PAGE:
Well or under the weather, patients still want docs to connect

A new survey finds that patients' expectations for healthcare providers have evolved. A majority expect their doctors to communicate with them proactively - even when they're well - via texts, emails and smartphone alerts.

Sponsored by Seattle-based communications firm Varolii, the survey polled 1,001 adults across the United States.

Its findings may come as a surprise to some busy physicians. Nearly 80 percent of respondents say it's their doctor's job to keep them healthy - not just to treat them when they're sick. And they wish there was more communication when they're feeling okay: 70 percent of respondents say their doctor has never checked on them when they weren’t sick in order to help them stay healthy.

"Today, quality healthcare goes far beyond the annual check-up or seeing a patient when they have the flu or are in pain," said Vance Clipson, healthcare market manager for Varolii. "Innovative healthcare providers are moving away from focusing heavily on acute care, and instead shifting their focus to proactive care, patient wellness and chronic disease management."
According to the survey, 50 percent of respondents said they believed texts, emails or smartphone apps with tips, reminders and encouragement could have helped them avoid a past health problem.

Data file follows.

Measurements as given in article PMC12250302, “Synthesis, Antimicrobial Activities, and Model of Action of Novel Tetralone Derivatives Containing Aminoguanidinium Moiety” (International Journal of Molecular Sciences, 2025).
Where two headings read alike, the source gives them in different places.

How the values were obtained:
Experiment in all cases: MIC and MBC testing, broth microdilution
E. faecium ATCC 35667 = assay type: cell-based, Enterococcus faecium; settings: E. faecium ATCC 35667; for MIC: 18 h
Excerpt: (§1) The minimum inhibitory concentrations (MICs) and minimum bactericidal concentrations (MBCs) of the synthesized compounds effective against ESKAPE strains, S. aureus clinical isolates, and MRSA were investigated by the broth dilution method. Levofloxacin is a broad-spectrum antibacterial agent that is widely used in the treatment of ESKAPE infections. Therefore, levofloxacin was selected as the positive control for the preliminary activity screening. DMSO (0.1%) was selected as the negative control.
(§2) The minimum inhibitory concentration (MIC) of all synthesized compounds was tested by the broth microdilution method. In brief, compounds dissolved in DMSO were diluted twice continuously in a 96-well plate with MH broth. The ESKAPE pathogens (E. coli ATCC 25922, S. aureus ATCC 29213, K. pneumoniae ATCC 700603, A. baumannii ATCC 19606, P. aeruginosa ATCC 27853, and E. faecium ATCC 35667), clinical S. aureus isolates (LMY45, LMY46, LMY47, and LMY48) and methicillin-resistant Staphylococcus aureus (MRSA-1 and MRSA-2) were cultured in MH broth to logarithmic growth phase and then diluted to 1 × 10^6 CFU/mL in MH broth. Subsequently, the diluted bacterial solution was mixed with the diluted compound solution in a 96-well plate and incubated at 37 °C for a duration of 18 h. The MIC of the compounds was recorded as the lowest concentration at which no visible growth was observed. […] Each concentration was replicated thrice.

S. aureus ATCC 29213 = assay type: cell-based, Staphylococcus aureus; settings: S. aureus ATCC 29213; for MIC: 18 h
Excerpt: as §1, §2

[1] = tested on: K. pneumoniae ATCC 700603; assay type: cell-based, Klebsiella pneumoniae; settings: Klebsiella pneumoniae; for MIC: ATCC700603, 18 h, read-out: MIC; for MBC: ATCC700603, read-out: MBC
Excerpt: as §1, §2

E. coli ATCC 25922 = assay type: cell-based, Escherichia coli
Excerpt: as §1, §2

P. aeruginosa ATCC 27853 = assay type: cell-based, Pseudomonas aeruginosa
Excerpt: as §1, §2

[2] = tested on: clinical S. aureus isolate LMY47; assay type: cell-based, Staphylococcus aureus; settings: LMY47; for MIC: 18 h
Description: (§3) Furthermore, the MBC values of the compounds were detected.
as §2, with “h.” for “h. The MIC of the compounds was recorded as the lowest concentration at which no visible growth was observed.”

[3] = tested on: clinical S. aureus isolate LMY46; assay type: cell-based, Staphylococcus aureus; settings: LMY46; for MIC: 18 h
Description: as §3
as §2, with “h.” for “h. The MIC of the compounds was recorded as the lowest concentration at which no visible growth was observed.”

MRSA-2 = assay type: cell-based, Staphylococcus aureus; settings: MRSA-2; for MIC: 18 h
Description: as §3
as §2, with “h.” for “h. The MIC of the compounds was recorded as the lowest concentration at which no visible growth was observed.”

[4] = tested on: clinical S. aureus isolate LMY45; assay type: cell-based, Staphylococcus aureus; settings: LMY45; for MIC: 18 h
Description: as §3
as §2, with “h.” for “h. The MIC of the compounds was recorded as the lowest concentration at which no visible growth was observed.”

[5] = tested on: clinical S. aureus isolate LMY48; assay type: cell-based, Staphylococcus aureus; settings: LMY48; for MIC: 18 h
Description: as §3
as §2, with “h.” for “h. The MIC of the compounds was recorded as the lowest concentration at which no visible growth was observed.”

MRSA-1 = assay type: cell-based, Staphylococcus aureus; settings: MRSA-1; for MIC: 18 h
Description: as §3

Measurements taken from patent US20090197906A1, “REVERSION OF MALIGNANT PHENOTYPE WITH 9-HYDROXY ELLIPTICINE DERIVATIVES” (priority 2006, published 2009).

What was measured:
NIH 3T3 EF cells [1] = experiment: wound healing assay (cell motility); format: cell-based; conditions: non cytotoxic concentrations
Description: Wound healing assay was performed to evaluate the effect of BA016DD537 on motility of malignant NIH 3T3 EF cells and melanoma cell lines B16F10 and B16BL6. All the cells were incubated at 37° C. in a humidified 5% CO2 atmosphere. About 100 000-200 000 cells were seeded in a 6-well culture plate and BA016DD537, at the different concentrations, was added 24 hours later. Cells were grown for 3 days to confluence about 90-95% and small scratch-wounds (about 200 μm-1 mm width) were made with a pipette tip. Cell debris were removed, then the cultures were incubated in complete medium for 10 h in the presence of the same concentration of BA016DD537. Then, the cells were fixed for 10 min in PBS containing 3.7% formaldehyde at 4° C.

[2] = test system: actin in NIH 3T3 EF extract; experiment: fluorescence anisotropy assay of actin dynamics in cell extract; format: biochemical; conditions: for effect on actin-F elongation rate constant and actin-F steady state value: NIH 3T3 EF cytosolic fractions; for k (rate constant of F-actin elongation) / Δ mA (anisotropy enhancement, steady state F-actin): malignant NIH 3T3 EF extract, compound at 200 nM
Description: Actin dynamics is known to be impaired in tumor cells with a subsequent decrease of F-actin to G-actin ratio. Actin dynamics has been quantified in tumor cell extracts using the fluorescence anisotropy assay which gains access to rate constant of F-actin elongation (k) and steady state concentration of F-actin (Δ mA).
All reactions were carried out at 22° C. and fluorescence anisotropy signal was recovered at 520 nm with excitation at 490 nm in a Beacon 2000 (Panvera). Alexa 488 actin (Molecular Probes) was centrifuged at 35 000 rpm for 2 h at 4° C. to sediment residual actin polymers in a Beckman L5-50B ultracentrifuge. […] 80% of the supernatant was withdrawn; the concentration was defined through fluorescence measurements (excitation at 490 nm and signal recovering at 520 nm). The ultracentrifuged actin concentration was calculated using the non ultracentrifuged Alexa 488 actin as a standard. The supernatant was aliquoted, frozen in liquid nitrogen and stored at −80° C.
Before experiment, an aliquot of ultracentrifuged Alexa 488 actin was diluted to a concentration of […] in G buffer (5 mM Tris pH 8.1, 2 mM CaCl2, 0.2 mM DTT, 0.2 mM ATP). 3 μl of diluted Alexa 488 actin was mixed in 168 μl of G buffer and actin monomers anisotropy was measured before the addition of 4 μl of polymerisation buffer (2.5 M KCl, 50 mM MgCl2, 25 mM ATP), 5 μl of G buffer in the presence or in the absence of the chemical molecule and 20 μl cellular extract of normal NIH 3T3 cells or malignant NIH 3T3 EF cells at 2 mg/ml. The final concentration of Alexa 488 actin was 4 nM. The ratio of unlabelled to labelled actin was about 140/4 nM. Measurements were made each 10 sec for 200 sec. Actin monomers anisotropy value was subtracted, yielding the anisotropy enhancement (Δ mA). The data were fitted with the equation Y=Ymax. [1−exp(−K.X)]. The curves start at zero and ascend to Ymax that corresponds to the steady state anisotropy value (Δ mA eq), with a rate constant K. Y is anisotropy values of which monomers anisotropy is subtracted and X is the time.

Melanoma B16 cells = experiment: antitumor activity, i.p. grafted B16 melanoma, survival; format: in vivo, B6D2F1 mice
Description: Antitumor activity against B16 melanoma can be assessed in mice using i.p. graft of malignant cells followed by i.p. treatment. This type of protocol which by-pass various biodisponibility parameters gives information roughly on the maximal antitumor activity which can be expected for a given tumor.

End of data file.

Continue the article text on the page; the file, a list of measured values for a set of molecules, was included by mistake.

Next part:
But this eagerness for more interaction notwithstanding, healthcare providers are lacking, they say. Just 25 percent of those polled said they felt their healthcare provider was accessible to them when they had questions or concerns. And 68 percent said their doctor has never sent them a text message or email regarding upcoming appointment reminders, discharge information or electronic health resources.
"Our survey found that 25 percent of people forget to take their medications on a regular basis," said Clipson. "This is a huge problem for the healthcare industry, costing an estimated $300 billion annually. Healthcare providers have an opportunity to positively impact health and reduce costs with something as simple as a text message."
In the age of the smartphone, the survey found physicians have some work to do. Just one in five healthcare providers currently send emails to patients. Just seven percent regularly send text messages, while only four percent make use of smartphone apps.
“We are in the era of the informed, digital consumer," said David McCann, CEO at Varolii. "Healthcare providers need to leverage personalized, multi-channel communications if they want to engage with their patients in a meaningful and effective way."